Rating: 15 "High Fives" out of Your Mom
There's something special to behold when families make music together. The Carters, the Whites, the Stanley Brothers....even the Danielson Famile. There's something to be said about the bonds between musical families when the book is finally written on the Rise and Fall of New World Folk and Americana Music. (Patent pending.)
Two of the Avett Brothers are actually brothers, so you know right away that their act is part of that sacred musical tradition in the South known as the Family Band. The boys share vocals while handling separate guitar and banjo duties, and years of playing and singing together bring a confluence and immediacy that isn't often found in popular music these days. Imagine, if you will, that Tweedy and Farrar had stuck it out through the 90s and you might get an idea of the mutual musical reciprocity that goes on between these siblings. There's a bass player, too, but he has a different last name so I don't suppose he counts.
The Avett Brothers play music rooted in old-timey folk and bluegrass, but do so clearly aware of the fact that we live in a rock'n'roll, post-punk society. That's not to say they attempt to meld the two traditions ala Uncle Tupelo or Defiance, Ohio. This is their take on traditional American music, coming from two boys who happened to play in rock bands before they wizened up and set themselves on the straight and narrow. There's no agenda here. No one's trying to create new musical genres from scratch. It's just two brothers and buddy playing guitar, banjo and upright bass. And it's pretty damn good.
Emotionalism, the new album from the Brothers Avett sees them shed bits of their post-punk skin, only to replace it with tighter harmonies, folk-easy singable melodies, and yes, the occasional string section. So whether or not you find these things appealing will decide just how exactly you'll respond to their latest offering. At times, dipping their toes in the river of the great, heaving pop-center does them some good. "Salina" bounces between dive-bar, piano ballad to bouncy, toe-tapping masterpiece, then finishes with what (I'm guessing) was supposed to be a poignant orchestral tribute to homesickness. It almost works, but not quite.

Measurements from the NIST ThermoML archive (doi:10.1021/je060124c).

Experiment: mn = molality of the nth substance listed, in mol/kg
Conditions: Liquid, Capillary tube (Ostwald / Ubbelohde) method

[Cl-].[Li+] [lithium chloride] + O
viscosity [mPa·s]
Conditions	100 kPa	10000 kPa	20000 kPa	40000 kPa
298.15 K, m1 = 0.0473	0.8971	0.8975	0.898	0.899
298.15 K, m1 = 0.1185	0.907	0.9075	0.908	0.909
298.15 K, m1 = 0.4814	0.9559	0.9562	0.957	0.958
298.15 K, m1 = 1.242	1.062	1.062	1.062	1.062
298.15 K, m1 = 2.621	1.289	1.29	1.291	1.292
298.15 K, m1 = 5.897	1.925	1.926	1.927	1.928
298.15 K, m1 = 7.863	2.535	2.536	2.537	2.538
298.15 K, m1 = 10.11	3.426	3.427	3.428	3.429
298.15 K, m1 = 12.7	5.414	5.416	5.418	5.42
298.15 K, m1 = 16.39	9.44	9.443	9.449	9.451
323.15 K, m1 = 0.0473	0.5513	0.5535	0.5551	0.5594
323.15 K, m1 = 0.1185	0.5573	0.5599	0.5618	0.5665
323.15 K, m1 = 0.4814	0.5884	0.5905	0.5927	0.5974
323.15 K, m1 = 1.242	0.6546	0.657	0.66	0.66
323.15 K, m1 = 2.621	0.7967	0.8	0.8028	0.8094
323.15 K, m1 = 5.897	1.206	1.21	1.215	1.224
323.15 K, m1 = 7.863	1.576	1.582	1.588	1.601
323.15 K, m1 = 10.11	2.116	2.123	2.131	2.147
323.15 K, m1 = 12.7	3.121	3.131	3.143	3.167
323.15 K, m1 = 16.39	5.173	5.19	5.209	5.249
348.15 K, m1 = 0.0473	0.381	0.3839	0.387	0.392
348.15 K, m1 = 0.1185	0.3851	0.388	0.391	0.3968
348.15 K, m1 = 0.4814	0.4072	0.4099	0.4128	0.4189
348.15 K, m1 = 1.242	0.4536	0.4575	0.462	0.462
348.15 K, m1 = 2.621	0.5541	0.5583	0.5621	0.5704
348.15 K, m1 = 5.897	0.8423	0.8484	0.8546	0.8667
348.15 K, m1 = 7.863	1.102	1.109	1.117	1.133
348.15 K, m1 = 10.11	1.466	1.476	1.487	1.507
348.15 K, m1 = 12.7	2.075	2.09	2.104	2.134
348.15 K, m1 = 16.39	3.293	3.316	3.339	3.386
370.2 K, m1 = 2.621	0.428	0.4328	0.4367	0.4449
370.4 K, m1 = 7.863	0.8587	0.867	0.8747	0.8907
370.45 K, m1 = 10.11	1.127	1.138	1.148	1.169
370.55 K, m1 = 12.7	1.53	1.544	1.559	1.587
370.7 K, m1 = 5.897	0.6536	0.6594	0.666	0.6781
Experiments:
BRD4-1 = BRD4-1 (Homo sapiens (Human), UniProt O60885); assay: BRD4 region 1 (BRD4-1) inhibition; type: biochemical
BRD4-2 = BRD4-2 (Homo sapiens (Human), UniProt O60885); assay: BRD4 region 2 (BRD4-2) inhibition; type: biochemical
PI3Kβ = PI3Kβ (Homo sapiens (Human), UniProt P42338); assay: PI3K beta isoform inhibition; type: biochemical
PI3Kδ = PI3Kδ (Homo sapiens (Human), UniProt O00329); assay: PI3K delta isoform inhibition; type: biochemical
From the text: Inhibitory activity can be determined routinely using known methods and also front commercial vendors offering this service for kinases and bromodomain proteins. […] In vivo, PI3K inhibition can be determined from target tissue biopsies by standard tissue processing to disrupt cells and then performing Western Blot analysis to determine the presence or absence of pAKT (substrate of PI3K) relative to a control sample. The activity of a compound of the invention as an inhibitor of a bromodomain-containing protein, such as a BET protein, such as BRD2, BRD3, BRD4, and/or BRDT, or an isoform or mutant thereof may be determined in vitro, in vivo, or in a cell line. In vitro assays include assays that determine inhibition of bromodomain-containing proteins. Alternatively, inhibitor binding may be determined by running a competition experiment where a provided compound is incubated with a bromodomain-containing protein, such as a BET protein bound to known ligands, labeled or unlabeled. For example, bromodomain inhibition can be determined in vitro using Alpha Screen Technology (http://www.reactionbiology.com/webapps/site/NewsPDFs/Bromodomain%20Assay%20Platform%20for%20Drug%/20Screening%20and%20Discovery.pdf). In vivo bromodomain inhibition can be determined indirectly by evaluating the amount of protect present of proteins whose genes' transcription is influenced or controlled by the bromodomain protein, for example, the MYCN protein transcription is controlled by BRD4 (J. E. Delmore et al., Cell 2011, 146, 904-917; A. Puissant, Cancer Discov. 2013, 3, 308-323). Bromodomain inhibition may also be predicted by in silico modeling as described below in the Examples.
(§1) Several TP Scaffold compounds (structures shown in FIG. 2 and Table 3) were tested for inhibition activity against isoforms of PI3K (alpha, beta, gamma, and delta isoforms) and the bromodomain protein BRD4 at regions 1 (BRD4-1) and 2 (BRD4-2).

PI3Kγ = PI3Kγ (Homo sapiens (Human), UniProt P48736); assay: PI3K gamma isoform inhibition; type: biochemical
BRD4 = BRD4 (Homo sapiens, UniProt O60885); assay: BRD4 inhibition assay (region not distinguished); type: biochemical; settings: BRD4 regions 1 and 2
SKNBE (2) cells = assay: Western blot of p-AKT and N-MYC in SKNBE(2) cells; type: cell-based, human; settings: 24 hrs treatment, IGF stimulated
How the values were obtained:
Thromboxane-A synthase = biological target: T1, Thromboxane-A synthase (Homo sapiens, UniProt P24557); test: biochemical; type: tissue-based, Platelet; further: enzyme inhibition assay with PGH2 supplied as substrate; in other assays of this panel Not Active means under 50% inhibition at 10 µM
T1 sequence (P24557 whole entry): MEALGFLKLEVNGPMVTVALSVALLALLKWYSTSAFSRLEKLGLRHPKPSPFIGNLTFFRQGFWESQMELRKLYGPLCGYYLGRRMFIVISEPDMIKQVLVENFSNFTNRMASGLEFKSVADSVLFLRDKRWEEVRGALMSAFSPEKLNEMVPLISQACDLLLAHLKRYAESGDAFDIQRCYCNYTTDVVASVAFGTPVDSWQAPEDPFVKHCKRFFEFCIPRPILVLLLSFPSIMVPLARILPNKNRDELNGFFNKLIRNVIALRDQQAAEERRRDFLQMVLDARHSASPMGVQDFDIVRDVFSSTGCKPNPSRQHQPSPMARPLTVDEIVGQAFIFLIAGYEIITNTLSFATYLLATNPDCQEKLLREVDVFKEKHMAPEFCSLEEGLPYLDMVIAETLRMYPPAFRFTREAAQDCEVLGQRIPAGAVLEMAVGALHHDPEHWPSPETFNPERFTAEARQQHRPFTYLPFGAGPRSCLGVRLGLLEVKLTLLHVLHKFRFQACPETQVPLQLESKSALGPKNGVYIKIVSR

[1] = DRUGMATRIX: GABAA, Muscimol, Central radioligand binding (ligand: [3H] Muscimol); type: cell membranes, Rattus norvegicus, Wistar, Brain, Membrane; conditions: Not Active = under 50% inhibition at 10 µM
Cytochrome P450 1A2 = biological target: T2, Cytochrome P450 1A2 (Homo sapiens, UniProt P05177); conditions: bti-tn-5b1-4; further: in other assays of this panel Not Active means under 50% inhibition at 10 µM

The songs are tighter, to be sure, but the Avetts lose some of the Old Weird America flavor from their previous albums in their attempt to be SERIOUS PERFORMERS. Gone are the screams and yelps from old songs like "Colorshow" or "Gimmeakiss." That being said, Emotionalism isn't a complete about face by any means. It's just an intentional focusing on the more traditional sounds of the band's prior recordings. Album opener "Die Die Die" is a great guitar/banjo ditty with some fantastic, high-register harmony vocals, but you can't help hoping for a yelp or a holler or something to really liven the place up. Instead, we get a break with a series of "Doo-doo-doos" that wouldn't sound out of place on a Buddy Holly or New Pornographers ballad. "Die Die Die" is followed by a sweeter, quieter version of itself called "Shame." Here's where the Brothers really go for the saccharine-jugular, singing Shame, boatloads of shame, day after day, more of the same. The only thing that keeps it from becoming a parody of itself is how honestly pretty the song really is.